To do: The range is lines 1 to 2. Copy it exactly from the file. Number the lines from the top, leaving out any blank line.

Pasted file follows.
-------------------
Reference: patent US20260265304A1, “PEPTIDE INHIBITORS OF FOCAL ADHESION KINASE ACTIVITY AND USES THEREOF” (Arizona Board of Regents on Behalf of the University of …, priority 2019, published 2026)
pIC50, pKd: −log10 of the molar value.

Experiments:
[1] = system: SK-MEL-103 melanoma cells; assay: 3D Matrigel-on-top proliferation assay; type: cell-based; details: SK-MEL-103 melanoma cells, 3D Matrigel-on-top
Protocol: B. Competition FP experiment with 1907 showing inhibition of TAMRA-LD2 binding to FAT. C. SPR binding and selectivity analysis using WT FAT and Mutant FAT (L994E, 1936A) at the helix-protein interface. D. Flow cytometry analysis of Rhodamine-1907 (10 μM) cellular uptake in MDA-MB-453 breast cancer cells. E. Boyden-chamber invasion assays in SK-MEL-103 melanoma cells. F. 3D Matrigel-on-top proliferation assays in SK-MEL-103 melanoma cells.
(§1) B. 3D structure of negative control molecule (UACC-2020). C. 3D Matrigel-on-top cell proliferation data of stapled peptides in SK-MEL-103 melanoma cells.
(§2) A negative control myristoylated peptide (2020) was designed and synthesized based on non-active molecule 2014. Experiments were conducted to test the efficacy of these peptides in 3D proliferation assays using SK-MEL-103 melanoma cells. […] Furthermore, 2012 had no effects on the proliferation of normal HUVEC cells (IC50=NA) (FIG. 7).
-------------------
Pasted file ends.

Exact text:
Reference: patent US20260265304A1, “PEPTIDE INHIBITORS OF FOCAL ADHESION KINASE ACTIVITY AND USES THEREOF” (Arizona Board of Regents on Behalf of the University of …, priority 2019, published 2026)
pIC50, pKd: −log10 of the molar value.